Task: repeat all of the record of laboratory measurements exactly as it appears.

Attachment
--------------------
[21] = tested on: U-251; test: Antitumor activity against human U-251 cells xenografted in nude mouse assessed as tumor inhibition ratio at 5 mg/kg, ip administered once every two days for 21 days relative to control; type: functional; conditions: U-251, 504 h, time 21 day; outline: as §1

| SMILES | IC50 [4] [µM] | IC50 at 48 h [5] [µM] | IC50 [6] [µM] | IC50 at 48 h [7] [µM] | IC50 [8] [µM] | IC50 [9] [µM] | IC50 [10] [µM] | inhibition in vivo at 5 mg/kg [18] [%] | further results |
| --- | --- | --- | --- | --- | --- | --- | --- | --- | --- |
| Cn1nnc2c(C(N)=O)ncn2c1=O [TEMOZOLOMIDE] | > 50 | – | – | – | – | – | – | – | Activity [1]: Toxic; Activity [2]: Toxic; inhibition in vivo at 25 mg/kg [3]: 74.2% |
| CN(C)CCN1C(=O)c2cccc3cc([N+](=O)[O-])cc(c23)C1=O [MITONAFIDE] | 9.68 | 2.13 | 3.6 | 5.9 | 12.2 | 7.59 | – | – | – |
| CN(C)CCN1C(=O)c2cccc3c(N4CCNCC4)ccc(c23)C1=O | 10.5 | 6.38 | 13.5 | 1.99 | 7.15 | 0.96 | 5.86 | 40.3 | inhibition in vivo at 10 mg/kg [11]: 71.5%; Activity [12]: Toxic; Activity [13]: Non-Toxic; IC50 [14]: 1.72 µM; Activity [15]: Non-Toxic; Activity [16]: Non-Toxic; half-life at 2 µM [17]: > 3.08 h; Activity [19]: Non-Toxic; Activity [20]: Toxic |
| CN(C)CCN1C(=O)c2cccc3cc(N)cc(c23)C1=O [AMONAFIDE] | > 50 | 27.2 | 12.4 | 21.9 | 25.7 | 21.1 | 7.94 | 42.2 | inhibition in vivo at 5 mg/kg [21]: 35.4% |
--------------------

[21] = tested on: U-251; test: Antitumor activity against human U-251 cells xenografted in nude mouse assessed as tumor inhibition ratio at 5 mg/kg, ip administered once every two days for 21 days relative to control; type: functional; conditions: U-251, 504 h, time 21 day; outline: as §1

| SMILES | IC50 [4] [µM] | IC50 at 48 h [5] [µM] | IC50 [6] [µM] | IC50 at 48 h [7] [µM] | IC50 [8] [µM] | IC50 [9] [µM] | IC50 [10] [µM] | inhibition in vivo at 5 mg/kg [18] [%] | further results |
| --- | --- | --- | --- | --- | --- | --- | --- | --- | --- |
| Cn1nnc2c(C(N)=O)ncn2c1=O [TEMOZOLOMIDE] | > 50 | – | – | – | – | – | – | – | Activity [1]: Toxic; Activity [2]: Toxic; inhibition in vivo at 25 mg/kg [3]: 74.2% |
| CN(C)CCN1C(=O)c2cccc3cc([N+](=O)[O-])cc(c23)C1=O [MITONAFIDE] | 9.68 | 2.13 | 3.6 | 5.9 | 12.2 | 7.59 | – | – | – |
| CN(C)CCN1C(=O)c2cccc3c(N4CCNCC4)ccc(c23)C1=O | 10.5 | 6.38 | 13.5 | 1.99 | 7.15 | 0.96 | 5.86 | 40.3 | inhibition in vivo at 10 mg/kg [11]: 71.5%; Activity [12]: Toxic; Activity [13]: Non-Toxic; IC50 [14]: 1.72 µM; Activity [15]: Non-Toxic; Activity [16]: Non-Toxic; half-life at 2 µM [17]: > 3.08 h; Activity [19]: Non-Toxic; Activity [20]: Toxic |
| CN(C)CCN1C(=O)c2cccc3cc(N)cc(c23)C1=O [AMONAFIDE] | > 50 | 27.2 | 12.4 | 21.9 | 25.7 | 21.1 | 7.94 | 42.2 | inhibition in vivo at 5 mg/kg [21]: 35.4% |